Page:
The Board of Adjustment meeting occurred on May 21, 2015, and included Plaintiff, Dyer, Kabetso, and Dake. (Am. Compl. ¶¶ 65-66); (Dyer Aff. ¶ 16). According to Plaintiff, Kabetso “admitted that he covered all names up and did not do the schedule according to seniority.” (Pl. Am. Decl. ¶ 36). Upon inquiry by Dyer, Kabetso indicated that it was possible he could change Plaintiff's schedule back to her original hours. (Id. ¶¶ 37-38); (Dyer Aff. ¶ 17). The meeting concluded with Dyer and Kabetso saying that they would get back to Plaintiff. (Pl. Am. Compl. ¶ 38).

         In his deposition, Kabetso explained that throughout the original discussions regarding the schedule changes, he considered Plaintiff's hour request; however, he stated, “[W]e weren't going to make that change because . . . we wanted to keep it consistent. Pit 3 [Plaintiff's Monday-Tuesday location] always starts at 7:00 p.m., so we were going to keep her two Pit 3 days to match Pit 3 the other five days of the week at 7:00 p.m.” (Kabetso Dep. 53:2-14). He further explained that as an “olive branch” to the Union, he “consider[ed] seniority” in the changes “when possible.” (Id. 81:2-3). Additionally, he clarified that the “relief shift follows the main five-day-a-week schedule.” (Id. 73:2). He indicated that seniority did not affect that consistency practice (id. 73:3-4); nevertheless, he had “looked at seniority [when they] chang[ed] the five-day-a-week person” in Pits 1 and 3 (id. 81:2-8).

         In the two months following the Board of Adjustment meeting, Plaintiff repeatedly contacted Dyer to follow up. (Pl. Am. Decl. ¶¶ 39-42). On July 13, 2015, Dyer called Plaintiff back to inform her that “she was still waiting to hear from the hotel.” (Id. ¶ 43).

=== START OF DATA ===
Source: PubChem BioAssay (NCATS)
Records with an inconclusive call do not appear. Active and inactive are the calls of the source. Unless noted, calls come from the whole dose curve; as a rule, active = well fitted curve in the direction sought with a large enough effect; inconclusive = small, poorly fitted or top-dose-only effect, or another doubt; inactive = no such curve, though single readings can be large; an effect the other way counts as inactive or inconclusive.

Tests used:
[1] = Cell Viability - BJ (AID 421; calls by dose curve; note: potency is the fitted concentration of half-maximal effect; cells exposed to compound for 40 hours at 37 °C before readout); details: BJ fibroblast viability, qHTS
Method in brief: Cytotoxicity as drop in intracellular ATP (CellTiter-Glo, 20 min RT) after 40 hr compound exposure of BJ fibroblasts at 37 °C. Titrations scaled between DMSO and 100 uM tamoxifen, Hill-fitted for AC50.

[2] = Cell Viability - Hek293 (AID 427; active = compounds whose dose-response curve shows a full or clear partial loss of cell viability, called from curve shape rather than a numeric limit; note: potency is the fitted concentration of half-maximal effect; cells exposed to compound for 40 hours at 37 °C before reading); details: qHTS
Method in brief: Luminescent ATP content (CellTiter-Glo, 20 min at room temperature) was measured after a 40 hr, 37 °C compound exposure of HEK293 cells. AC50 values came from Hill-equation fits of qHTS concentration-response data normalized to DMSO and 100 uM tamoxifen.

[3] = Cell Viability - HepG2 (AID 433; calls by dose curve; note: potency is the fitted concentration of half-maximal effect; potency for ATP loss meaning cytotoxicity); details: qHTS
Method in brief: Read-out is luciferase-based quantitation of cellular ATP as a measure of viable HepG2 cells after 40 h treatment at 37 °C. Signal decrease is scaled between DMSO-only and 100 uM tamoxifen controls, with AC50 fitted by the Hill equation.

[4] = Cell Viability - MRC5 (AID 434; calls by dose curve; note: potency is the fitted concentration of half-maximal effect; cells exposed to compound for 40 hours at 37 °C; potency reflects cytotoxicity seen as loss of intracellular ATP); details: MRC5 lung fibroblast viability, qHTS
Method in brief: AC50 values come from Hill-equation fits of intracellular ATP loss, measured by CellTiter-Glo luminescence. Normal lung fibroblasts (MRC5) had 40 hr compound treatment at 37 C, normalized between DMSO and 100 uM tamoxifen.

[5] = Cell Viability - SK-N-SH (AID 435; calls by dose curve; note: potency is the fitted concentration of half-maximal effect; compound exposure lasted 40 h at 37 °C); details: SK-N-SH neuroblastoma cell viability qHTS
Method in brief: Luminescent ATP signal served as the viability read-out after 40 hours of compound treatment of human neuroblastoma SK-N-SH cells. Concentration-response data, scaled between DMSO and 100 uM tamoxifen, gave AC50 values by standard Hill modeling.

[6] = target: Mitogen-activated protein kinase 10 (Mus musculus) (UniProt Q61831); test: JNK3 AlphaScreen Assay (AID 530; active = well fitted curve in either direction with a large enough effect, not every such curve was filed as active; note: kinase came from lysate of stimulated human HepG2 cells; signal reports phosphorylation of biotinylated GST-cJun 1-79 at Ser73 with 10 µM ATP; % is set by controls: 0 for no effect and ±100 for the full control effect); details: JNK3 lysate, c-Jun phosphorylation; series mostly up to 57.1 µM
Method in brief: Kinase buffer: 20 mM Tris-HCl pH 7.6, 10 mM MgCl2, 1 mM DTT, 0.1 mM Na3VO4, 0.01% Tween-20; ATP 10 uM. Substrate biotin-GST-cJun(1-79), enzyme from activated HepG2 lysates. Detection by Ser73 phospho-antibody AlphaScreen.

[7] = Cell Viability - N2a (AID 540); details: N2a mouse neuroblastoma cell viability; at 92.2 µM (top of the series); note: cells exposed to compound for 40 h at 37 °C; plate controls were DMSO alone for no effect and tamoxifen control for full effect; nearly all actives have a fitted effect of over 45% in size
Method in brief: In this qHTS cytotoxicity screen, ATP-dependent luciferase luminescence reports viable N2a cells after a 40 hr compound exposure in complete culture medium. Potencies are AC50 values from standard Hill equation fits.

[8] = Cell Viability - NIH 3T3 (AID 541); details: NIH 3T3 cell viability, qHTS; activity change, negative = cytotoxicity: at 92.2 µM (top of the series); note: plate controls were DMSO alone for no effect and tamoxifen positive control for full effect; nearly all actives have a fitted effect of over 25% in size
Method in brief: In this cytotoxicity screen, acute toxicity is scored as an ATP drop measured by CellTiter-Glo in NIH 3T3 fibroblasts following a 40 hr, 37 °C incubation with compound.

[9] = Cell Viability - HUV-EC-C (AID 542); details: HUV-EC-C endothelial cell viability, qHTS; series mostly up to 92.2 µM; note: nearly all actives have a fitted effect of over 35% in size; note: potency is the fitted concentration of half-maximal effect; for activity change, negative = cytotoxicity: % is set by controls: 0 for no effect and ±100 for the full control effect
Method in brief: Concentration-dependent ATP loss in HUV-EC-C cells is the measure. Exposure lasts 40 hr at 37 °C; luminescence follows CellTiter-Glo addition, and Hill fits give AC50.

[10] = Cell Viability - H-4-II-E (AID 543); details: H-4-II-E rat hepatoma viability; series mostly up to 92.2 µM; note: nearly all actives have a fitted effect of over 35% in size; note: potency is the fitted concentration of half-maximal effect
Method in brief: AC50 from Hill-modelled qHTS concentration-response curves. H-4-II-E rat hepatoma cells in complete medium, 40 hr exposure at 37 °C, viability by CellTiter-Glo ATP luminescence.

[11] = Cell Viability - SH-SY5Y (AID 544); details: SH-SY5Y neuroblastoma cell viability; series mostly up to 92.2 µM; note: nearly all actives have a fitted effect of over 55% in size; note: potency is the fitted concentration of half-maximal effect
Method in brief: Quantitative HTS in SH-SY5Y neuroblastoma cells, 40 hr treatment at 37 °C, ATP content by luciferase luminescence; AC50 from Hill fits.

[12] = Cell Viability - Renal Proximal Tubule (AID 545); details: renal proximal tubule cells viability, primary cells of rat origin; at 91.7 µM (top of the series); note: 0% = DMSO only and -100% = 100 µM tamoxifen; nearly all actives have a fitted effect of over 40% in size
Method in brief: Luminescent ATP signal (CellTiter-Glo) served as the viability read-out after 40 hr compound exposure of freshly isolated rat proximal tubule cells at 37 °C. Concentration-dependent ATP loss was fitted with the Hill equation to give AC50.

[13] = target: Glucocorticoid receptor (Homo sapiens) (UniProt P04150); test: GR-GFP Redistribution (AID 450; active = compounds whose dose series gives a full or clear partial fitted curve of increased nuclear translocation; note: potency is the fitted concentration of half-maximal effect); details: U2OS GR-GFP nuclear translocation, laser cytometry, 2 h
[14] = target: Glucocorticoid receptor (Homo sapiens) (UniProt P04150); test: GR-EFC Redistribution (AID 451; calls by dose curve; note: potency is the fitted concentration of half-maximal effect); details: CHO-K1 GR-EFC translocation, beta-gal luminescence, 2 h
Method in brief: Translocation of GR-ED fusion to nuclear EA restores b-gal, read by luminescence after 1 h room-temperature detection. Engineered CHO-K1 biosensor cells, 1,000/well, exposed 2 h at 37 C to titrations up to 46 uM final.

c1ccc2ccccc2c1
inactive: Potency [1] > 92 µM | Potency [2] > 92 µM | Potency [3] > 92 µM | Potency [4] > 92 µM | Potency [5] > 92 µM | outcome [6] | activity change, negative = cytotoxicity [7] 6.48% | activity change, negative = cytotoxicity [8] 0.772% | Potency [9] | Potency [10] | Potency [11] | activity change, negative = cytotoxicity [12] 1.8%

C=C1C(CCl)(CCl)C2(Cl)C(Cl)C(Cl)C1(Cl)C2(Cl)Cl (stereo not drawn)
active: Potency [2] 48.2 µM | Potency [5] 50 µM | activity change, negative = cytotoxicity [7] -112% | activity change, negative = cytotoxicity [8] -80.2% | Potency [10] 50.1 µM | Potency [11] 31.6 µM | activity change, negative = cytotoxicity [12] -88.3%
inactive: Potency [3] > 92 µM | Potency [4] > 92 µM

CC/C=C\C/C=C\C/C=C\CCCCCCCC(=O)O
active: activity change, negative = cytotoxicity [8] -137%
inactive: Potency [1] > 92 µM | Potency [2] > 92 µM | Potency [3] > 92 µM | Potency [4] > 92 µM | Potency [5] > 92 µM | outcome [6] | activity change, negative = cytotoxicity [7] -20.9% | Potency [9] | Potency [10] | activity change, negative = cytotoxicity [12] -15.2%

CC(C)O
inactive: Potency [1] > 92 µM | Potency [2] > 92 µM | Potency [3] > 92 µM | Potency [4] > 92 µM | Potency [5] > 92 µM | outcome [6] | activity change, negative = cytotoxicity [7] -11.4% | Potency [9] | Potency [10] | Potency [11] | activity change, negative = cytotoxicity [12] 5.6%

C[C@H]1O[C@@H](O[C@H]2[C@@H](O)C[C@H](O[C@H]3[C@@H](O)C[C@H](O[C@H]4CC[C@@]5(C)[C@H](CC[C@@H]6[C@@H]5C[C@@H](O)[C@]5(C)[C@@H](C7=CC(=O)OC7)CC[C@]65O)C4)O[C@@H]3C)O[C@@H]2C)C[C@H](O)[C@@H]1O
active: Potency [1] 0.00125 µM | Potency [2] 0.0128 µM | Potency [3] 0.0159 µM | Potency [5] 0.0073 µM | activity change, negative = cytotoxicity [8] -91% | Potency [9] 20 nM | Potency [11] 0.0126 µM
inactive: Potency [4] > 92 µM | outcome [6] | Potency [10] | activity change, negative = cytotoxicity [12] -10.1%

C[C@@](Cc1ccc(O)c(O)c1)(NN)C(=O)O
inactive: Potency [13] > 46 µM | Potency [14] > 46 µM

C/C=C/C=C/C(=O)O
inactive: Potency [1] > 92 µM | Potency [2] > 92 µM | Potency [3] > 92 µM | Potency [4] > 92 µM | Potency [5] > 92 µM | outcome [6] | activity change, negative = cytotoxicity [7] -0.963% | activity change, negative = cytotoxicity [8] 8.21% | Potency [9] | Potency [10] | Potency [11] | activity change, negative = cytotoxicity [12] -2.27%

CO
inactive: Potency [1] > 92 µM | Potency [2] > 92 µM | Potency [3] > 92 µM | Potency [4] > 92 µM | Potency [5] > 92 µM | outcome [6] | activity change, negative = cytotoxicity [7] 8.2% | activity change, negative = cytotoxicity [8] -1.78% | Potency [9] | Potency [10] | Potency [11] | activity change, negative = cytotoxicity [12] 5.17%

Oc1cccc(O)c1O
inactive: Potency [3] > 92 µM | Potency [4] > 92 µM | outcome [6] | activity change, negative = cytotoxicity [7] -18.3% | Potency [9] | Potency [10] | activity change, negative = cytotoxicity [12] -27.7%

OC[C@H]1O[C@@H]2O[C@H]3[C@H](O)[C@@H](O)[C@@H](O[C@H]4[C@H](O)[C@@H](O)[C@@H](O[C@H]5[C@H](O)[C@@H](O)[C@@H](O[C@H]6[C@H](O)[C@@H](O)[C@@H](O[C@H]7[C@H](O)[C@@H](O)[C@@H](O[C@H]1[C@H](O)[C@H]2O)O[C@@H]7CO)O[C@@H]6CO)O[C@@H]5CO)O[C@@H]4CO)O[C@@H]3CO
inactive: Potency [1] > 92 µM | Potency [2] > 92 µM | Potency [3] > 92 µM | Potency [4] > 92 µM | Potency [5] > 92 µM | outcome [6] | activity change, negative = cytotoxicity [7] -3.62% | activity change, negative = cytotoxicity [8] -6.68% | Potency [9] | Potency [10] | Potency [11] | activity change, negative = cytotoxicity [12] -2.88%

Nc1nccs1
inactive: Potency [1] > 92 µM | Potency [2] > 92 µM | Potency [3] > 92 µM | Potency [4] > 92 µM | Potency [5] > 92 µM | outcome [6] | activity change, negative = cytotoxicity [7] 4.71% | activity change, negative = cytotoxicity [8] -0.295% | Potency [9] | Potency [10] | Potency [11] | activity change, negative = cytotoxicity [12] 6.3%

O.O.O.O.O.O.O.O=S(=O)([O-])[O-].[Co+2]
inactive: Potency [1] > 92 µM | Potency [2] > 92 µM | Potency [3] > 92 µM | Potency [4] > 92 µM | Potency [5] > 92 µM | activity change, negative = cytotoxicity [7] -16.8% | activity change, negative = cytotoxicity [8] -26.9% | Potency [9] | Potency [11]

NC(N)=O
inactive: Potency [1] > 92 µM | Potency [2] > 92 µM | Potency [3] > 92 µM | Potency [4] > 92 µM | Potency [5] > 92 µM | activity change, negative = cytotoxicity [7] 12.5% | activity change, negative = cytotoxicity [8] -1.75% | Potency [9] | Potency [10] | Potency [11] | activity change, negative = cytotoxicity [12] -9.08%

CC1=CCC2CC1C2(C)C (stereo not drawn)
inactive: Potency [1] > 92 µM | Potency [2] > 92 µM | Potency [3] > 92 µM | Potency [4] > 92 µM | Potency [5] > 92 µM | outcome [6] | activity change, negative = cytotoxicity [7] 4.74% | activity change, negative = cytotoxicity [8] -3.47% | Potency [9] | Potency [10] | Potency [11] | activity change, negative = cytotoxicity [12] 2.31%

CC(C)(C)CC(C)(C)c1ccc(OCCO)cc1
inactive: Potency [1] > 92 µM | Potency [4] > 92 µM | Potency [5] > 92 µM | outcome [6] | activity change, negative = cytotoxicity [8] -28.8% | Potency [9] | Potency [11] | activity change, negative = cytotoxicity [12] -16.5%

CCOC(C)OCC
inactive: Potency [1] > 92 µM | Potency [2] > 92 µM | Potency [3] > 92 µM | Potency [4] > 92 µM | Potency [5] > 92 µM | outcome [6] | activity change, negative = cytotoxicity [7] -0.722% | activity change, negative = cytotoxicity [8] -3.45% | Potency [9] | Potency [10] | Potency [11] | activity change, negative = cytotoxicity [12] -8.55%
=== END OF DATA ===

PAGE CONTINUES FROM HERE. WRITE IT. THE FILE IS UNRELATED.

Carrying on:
On September 24, 2015, Plaintiff filed her case in this Court (see Compl., ECF No. 1), and amended it as a matter of right on October 5, 2015 (see Am. Compl.). Plaintiff's Amended Complaint asserts the following three causes of action: (1) breach of contract against all parties; (2) breach of duty of fair representation against the Union; and (3) declaratory relief against all parties for reinstatement of her prior schedule. (Am. Compl. ¶¶ 88-103). On October 30, 2015, the Union filed its Answer (Union Answer to Compl., ECF No. 11), and on November 6, 2015, Monte Carlo filed its Answer (Monte Carlo Answer to Compl., ECF No. 14). Then, on June 10, 2016, the Union filed its Motion for Summary Judgment (ECF No. 22), and on June 20, 2016, Monte Carlo filed its Motion for Summary Judgment (ECF No. 29).


         The Federal Rules of Civil Procedure provide for summary adjudication when the pleadings, depositions, answers to interrogatories, and admissions on file, together with the affidavits, if any, show that “there is no genuine dispute as to any material fact and the movant is entitled to judgment as a matter of law.” Fed.R.Civ.P. 56(a). Material facts are those that may affect the outcome of the case. See Anderson v. Liberty Lobby, Inc., 477 U.S. 242, 248 (1986). A dispute as to a material fact is genuine if there is sufficient evidence for a reasonable jury to return a verdict for the nonmoving party. See Id . “Summary judgment is inappropriate if reasonable jurors, drawing all inferences in favor of the nonmoving party, could return a verdict in the nonmoving party's favor.” Diaz v. Eagle Produce Ltd. P'ship, 521 F.3d 1201, 1207 (9th Cir. 2008) (citing United States v. Shumway, 199 F.3d 1093, 1103-04 (9th Cir. 1999)). A principal purpose of summary judgment is “to isolate and dispose of factually unsupported claims.” Celotex Corp. v. Catrett, 477 U.S. 317, 323-24 (1986).